By Leslie Small
Food insecurity negatively affects health status and drives up costs, but health plans around the country have helped chip away at the problem by working with their communities and providers to connect individuals to healthy food options.
Representatives from some of these organizations shared some of the successful strategies, and challenges, during a webinar Monday hosted by the Alliance of Community Health Plans.
Food insecurity, according to Feeding America’s Kim Prendergast, is defined as lack of access to enough food for a healthy and active life, and it is associated with a host of chronic diseases. One study found that food insecurity cost the U.S. healthcare system $160 billion in 2014.
For the Albuquerque, New Mexico-based integrated health system Presbyterian Healthcare Services, the need for action is clear: The state has very high rates of poverty and food insecurity, said Leigh Caswell, the director of the system’s Center for Community Health.
Still, the health system didn’t want to strike out on its own. “We don’t want to create new programs; we want to support what exists and expand on what works locally,” she said.
For Presbyterian, that meant working with the organization La Cosecha, which promotes a system of sustainable agriculture in the South Valley region.
Through the partnership, said La Cosecha program director Helga Garza, they have offered monthly bilingual cooking classes for the community; a community-supported agriculture program that that subsidizes 20 bags of fresh, local produce a week for low-income families; a farmer-in-training workshop that does outreach to schools; and a mobile market that fills gaps in food deserts.
Taking fresh, healthy food directly to individuals is also the focus of Minnesota-based UCare’s efforts to fight food insecurity, according to Senior Vice President of Marketing and Public Affairs Ghita Worcester. In an initiative that kicked off in Minneapolis and is slated to roll out to St. Paul, the Twin City Mobile Market–which operates out of a converted city bus–brings healthy food directly to under-resourced neighborhoods at below-market prices.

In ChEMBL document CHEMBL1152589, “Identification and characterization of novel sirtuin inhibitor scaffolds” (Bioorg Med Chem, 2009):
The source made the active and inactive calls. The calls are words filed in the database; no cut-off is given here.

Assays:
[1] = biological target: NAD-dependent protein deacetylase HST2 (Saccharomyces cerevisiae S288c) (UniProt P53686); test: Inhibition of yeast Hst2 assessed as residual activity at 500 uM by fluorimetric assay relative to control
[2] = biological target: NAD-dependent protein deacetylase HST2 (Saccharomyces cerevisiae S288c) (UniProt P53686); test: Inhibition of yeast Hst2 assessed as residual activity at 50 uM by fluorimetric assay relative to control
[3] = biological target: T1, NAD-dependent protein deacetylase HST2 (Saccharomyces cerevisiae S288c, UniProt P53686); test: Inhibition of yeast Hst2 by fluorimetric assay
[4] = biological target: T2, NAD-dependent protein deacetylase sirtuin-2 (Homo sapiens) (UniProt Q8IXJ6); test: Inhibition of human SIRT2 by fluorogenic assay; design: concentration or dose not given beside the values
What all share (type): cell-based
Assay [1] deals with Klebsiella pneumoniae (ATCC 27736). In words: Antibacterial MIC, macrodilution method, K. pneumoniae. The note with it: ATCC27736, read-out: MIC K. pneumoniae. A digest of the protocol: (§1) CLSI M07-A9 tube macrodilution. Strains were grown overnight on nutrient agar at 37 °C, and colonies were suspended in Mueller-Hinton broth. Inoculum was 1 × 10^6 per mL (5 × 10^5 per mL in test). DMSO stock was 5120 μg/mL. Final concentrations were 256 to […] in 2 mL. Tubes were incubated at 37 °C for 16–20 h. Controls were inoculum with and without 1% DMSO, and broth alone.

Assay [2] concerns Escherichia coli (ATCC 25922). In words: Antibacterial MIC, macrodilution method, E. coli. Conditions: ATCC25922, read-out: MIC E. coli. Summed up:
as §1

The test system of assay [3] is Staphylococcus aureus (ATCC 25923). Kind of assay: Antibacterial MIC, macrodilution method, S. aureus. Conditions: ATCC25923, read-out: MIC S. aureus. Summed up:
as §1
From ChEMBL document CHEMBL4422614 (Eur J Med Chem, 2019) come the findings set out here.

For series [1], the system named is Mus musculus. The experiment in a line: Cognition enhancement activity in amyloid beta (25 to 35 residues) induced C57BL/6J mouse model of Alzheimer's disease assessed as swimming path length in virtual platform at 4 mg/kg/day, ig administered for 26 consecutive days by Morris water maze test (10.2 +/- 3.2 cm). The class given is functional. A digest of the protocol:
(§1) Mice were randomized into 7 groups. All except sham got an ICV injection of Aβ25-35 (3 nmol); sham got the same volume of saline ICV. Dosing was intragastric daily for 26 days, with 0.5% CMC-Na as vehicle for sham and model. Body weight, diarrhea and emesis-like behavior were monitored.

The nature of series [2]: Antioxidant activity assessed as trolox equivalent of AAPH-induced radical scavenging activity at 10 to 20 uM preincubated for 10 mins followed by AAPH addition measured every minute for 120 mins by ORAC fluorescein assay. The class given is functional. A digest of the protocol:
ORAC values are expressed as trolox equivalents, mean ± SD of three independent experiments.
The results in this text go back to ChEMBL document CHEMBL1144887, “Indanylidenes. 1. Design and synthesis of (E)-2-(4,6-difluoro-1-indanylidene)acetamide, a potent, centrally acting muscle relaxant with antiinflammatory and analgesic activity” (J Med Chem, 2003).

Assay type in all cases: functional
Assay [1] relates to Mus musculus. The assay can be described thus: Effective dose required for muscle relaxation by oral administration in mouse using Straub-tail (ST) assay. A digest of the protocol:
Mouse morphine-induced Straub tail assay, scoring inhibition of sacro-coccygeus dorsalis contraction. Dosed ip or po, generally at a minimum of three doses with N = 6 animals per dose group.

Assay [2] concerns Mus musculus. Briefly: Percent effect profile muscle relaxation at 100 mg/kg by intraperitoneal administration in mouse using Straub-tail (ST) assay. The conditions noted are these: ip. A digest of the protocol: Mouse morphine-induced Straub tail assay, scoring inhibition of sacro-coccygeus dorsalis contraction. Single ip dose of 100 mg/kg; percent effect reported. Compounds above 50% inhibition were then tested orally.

It wasn’t always easy to work around regulations that weren’t designed to accommodate a market on wheels, she said, but the initiative has produced promising results. Seventy percent of the mobile market’s customers report increased intake of fruits and vegetables, which to Worcester means “we’re changing the behavior of individuals.”
But “the most important finding we’ve had from this is the feedback from customers,” she added, noting that people have indicated they like the affordable prices and accessibility. “Every day that we go out to a location, people are lining up.”
Here’s a look at some of the other unique initiatives that health plan leaders detailed:
- Kaiser Permanente works with Hunger Free Colorado, which Sandra Stenmark, M.D., the physician lead for Healthy Beginnings, describes as an “incredibly effective community partnership” that uses a central hotline to enroll members in government nutrition programs and connect them to other resources. Through two pilot programs in pediatric clinics, Stenmark noted that not only were healthcare providers ill prepared to address food insecurity, they also had little success connecting families to assistance by just providing information cards. So with patient permission, Kaiser provided Hunger Free Colorado with demographic data to conduct outreach, an effort that increased connection to services by a factor of 14.
- AvMed, a regional health plan, partners with Feeding South Florida in a program that distributes fresh produce to “food deserts” once per month from August to December, involving its own associates as volunteers. With just two events so far, the initiative has served 1,263 families and distributed 34,595 pounds of food, said Ana Eberhard, the director of advertising and brand marketing. AvMed also hopes to roll out similar programs for the companies covered by its health plans, she said.
- HealthPartners’ “Better Shelf for Better Health,” which began in 2014, transforms food pantries by increasing the visibility and supply of foods such as fruits, vegetables and whole grains. The goal, explained Marna Canterbury, the director of Community Health for Lakeview Health, is to preserve clients’ rights to make their own choices while nudging them toward healthy options.
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